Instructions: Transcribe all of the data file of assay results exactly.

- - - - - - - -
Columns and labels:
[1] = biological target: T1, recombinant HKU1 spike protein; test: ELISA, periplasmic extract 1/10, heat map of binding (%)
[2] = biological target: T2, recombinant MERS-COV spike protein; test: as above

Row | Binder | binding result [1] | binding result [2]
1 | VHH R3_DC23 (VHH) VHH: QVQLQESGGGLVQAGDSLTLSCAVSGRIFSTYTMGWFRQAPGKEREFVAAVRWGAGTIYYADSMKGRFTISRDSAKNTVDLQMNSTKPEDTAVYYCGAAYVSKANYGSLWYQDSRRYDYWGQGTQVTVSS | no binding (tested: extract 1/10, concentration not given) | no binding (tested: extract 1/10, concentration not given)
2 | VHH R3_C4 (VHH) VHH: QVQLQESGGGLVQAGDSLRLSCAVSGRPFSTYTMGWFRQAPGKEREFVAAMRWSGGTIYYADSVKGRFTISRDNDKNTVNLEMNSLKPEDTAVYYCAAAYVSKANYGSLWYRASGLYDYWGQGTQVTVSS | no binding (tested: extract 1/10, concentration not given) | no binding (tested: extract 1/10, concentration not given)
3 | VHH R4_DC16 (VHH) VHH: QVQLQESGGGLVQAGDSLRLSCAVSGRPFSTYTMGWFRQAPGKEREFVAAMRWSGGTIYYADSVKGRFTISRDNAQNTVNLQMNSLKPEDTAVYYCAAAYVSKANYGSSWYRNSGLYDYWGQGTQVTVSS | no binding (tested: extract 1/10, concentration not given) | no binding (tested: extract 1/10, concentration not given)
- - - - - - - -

Columns and labels:
[1] = biological target: T1, recombinant HKU1 spike protein; test: ELISA, periplasmic extract 1/10, heat map of binding (%)
[2] = biological target: T2, recombinant MERS-COV spike protein; test: as above

Row | Binder | binding result [1] | binding result [2]
1 | VHH R3_DC23 (VHH) VHH: QVQLQESGGGLVQAGDSLTLSCAVSGRIFSTYTMGWFRQAPGKEREFVAAVRWGAGTIYYADSMKGRFTISRDSAKNTVDLQMNSTKPEDTAVYYCGAAYVSKANYGSLWYQDSRRYDYWGQGTQVTVSS | no binding (tested: extract 1/10, concentration not given) | no binding (tested: extract 1/10, concentration not given)
2 | VHH R3_C4 (VHH) VHH: QVQLQESGGGLVQAGDSLRLSCAVSGRPFSTYTMGWFRQAPGKEREFVAAMRWSGGTIYYADSVKGRFTISRDNDKNTVNLEMNSLKPEDTAVYYCAAAYVSKANYGSLWYRASGLYDYWGQGTQVTVSS | no binding (tested: extract 1/10, concentration not given) | no binding (tested: extract 1/10, concentration not given)
3 | VHH R4_DC16 (VHH) VHH: QVQLQESGGGLVQAGDSLRLSCAVSGRPFSTYTMGWFRQAPGKEREFVAAMRWSGGTIYYADSVKGRFTISRDNAQNTVNLQMNSLKPEDTAVYYCAAAYVSKANYGSSWYRNSGLYDYWGQGTQVTVSS | no binding (tested: extract 1/10, concentration not given) | no binding (tested: extract 1/10, concentration not given)